SPUG: setuid & CGI security
jason at strangelight.com
Tue Jun 26 12:12:34 CDT 2001
At 8:37 AM -0700 6/26/01, El JoPe Magnifico wrote:
>It's not an optimal solution, and only provides read protection,
>no write protection, but you can easily encrypt the data files.
>The Crypt::* modules are fun 'n easy.
How do you decrypt them without making the decrypting password world-readable?
>Another hacky workaround that would give you both read and write
>protection (though the security soundness is questionable), is to
>write a separate prog outside in your document root through which
>your CGI script accesses specific files, have it require an auth
>token at the start,
Again: any auth token that the CGI can access can also be accessed by
any other user on the system.
At 11:39 PM -0700 6/25/01, William Julien wrote:
>An interesting perpective. For the sake of protecting a few select files
>from writing by local users (remember, regular html files still need
>a permission of 644 and thus are still available for global viewing), it
>seems your are more comfortable exposing *all* files to world read/write
>access to a larger anonymous web community. Hmmm.
Huh? Explain to me how I am "exposing *all* files to world read/write"?
>Also, knowledge of the local userid is protected since the /home directory
>is resticted from browsing (surfing) by local users. The virtual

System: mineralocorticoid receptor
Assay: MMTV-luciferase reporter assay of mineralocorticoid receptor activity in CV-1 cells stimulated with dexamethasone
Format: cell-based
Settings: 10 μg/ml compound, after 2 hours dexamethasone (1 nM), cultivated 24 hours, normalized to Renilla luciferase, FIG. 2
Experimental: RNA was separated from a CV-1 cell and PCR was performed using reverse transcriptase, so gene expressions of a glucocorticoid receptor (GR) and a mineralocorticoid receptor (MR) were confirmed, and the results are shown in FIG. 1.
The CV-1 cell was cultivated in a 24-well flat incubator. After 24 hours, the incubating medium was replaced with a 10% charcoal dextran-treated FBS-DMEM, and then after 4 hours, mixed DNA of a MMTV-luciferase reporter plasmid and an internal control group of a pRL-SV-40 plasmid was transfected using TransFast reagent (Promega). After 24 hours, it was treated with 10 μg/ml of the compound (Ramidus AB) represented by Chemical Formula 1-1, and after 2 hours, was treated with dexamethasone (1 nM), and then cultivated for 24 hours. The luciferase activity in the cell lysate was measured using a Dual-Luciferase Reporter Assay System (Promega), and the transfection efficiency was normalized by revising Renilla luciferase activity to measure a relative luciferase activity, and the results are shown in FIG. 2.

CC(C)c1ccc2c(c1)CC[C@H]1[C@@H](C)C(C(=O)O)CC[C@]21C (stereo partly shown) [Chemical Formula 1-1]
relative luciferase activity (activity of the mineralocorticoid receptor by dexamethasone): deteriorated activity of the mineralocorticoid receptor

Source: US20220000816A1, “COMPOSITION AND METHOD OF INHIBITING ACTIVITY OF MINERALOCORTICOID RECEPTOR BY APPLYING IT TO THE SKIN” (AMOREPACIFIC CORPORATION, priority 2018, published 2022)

>domain definition hides the owning userid of the domain. Therefore,
>it is difficult for a local or remote user to know that which userid is
>associated to a domain, unless provided within the context of the page
>(guilty). Given just my domain name, catmanor.com, you would have no
>way to know the maintanence userid.
While I agree that it is prudent not to publish one's userid (no
sense giving hackers any more information than is absolutely
necessary) any setup that relies exclusively on keeping one's userid
secret seems to me to be a very poor choice. The basic security model
of Unix (and most other systems) is that the userid (which is usually
fixed) is public and the password (which can usually be changed at
will) is private. Simply knowing a person's user name should *not*
allow one to gain access to their private files!
(And BTW, a quick scan of likely usernames on drizzle's system just
now turned up several hits in just a couple of minutes.)
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